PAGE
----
11 11 ITALIAN JOURNAL OF PUBLIC LAW [Vol. 1 opposite transmission of delegation of power from the bottom to the top, which he calls liberal. 27 As regards the latter, he believes that it is expedient to distinguish between two opposite trends: that of the renewal of the existing political class in a particular moment through the total substitution by elements coming from the classes which up until that moment had been governed or, at least its completion thanks to the contribution of these elements which he defines democratic; the second trend aims at the crystallisation of the social management through the hereditary transmission of power and this he calls aristocratic. As can be seen, while using terminology which is by and large traditional, Mosca shuffles the cards completely creating a quadrille of concepts that he needs as a starting block in order to analyse the different political systems that have historically been created in function of the co-presence, or not, of all these elements 28. Accordingly, the spectrum of these combinations will bring forth four possible forms of government: 1) aristocratic-autocratic; 2) aristocratic-liberal; 3) democratic-autocratic; 4) democratic-liberal 29. In Mosca s opinion it is only through the use of these new categories, which are able to identify the really crucial points that act as a watershed, that the observer of political phenomena is able to understand completely the characteristics of the different regimes, of their ability to organise themselves, of real relationships that are established between the subjects that hold the interest. The judgement on a particular political system, on its capacity for self conservation and at the same time to make itself accepted calmly by those who are governed, in Mosca s construction would not be complete if a further notion that he develops were not considered: juridical defence. By this expression, which is in fact rather cryptic, Mosca means the complex of the social mechanisms that regulate this discipline in the moral 27 Explaining that this name seems so much more appropriate in that the use of believing that those peoples are free prevails, where the governors should be chosen by all or even by a part of those governed and the law itself should be an enactment of the general will (idem, 1004). 28 bearing in mind that it is extremely difficult to find a political regime in which it can be claimed there is the absolute exclusion of one of the two principles, or of one of the two tendencies, it seems certain that the strong predominance of autocracy or liberalism, of aristocratic or democratic tendencies can provide an unfailing and crucial criteria to determine the type of political organisation of a given people in a given period (idem, 1005). 29 On the importance in Mosca s work of this combination of elements see N. Bobbio, Introduzione, cit., XVII; G. Sola, Introduzione, cit.,. 68; A. Panebianco, Gaetano Mosca, studioso e uomo politico, in Gaetano Mosca, Discorsi parlamentari, Il Mulino, Bologna, 2003,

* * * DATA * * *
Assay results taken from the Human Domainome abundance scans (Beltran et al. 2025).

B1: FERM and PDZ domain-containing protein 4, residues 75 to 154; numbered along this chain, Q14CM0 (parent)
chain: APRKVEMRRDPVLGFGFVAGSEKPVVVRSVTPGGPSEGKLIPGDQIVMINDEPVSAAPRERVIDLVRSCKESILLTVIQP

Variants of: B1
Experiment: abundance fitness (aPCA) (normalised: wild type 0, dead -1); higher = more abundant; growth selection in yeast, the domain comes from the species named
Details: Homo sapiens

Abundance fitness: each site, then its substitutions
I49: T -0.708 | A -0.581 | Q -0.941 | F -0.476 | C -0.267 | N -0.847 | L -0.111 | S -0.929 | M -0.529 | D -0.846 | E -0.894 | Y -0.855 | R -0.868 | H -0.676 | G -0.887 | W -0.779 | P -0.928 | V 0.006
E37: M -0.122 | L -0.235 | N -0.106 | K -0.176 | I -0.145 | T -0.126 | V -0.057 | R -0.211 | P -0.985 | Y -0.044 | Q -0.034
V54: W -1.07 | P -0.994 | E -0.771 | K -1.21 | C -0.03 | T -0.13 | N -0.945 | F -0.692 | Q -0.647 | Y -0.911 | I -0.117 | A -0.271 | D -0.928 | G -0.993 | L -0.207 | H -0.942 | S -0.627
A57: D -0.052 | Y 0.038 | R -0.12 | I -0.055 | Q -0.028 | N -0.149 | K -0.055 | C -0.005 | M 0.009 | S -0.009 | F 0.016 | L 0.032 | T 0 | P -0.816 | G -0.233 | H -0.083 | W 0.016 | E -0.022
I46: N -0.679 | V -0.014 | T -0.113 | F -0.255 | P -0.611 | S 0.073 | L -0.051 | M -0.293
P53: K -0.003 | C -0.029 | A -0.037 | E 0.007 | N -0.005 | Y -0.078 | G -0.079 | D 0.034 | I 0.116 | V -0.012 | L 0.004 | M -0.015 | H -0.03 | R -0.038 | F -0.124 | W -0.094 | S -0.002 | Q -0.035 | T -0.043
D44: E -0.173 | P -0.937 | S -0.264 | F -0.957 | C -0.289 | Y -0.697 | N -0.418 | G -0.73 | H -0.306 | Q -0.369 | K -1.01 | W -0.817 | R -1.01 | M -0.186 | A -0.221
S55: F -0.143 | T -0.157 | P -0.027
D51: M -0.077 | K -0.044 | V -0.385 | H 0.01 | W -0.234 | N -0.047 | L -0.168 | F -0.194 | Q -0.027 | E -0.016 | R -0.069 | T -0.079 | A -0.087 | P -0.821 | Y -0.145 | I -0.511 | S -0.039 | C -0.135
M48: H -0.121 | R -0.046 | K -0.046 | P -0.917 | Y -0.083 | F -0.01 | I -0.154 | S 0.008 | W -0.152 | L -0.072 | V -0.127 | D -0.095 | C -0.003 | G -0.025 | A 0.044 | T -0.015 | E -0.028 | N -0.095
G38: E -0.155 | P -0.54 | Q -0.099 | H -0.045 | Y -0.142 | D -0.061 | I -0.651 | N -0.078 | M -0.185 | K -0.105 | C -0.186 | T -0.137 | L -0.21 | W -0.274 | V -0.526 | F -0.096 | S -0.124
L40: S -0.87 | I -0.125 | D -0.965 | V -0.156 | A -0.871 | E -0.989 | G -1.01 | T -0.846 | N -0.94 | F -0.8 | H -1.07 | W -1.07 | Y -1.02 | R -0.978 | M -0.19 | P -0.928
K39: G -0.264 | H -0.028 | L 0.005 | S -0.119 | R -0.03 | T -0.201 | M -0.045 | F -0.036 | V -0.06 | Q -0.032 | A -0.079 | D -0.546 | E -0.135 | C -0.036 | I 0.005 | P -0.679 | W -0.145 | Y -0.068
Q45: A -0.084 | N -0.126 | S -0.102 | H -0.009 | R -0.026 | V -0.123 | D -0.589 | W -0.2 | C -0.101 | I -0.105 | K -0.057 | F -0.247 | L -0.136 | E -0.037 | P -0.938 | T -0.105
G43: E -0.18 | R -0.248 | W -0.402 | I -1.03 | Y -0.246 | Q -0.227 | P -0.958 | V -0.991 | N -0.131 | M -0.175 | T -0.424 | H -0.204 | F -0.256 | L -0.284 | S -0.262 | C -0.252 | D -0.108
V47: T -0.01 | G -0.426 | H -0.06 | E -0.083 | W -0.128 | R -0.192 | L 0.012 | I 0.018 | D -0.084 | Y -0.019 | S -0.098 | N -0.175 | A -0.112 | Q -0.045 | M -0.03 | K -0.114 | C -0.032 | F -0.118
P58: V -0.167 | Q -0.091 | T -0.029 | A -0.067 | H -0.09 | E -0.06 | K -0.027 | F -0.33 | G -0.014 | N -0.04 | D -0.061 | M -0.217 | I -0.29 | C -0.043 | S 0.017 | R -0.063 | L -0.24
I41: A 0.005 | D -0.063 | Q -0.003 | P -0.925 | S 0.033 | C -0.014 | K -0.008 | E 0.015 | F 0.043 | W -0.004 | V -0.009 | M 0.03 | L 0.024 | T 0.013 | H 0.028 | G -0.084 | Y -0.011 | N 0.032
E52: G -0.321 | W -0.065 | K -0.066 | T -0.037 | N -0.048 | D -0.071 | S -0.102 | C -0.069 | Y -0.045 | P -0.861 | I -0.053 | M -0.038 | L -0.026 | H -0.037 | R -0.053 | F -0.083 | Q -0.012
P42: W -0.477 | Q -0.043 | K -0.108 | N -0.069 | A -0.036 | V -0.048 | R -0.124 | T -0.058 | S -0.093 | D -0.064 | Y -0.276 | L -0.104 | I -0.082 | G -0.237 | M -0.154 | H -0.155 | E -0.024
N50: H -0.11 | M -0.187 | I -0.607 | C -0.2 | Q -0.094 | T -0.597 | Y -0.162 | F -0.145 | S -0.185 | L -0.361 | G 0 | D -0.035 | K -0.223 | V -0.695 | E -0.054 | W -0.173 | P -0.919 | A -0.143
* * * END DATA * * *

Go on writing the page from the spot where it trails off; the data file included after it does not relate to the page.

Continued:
12 12 ITALIAN JOURNAL OF PUBLIC LAW [Vol. 1 sense 30. As can be seen, a definition that has nothing juridical about it is of little use to understand the real meaning of the concept. By analysing the chapter from Elememti di Scienza Politica which is dedicated to this, it is understood, however, that with this element Mosca intends to highlight the importance for political systems to put a check on individual or collective instincts which are able to threaten the foundations. In order to face these dangers it is necessary that a moral sense is developed and consolidated in the associates of the group; we could say in contemporary language, that a public ethic is consolidated which is able to put checks on deviant behaviour. So this constitutes an essential parameter to judge the effectiveness or not of a form of government. Without wishing to make any a priori judgement or judgement based on an abstract conception of good and evil, right and wrong, he tends to evaluate political systems on the basis of their capacity to nourish mainly these ethical antibodies aimed at avoiding the bullying of one social group over others and thus, in the final analysis, aimed at pursuing a basic harmony in the social body upon which the life of a state is founded. To this end, the best guarantee against destructive alterations of the delicate balance on which public life rests is that the social groups that are the bearers of legitimate interest, strong and worthy of protection, are the most numerical possible, so as to create a beneficial dialectic between social forces whose strength tends to correspond and thus leads to cancelling out the elements which are potentially destructive. It is perfectly obvious how in these steps the teaching of the classics of liberalism emerges forcefully in Mosca s thought and in particular Montesquieu s thoughts, even if, yet again, he leads the discussion from a strictly institutional level to one which is more concerned with the concrete social dynamics that lie under the grid of reciprocal relationships between the constitutional organs 31. An obvious consequence from all these considerations is his declared liking for those forms of mixed government in which there is neither the predominant presence of one type of organisation nor the trend around the processes of formation of the political class 32, but rather that prove to be more capable of tempering principles and 30 See par. III, cap. V, Part 1, in Elementi di Scienza Politica, cit., See F. Mancuso, Gaetano Mosca e la tradizione del costituzionalismo, cit., 155. For a historical and theoretical excursus on European liberal constitutionalism see E. Di Salvatore, Appunti per uno studio sulla libertà nella tradizione costituzionale europea, in Teoria del Diritto e dello Stato, n of 2006, For a survey of the features of mixed government in Mosca s thought, and a comparison with Montesquieu s doctrine on the separation of powers, see N. Bobbio, Saggi sulla scienza politica in Italia, cit.,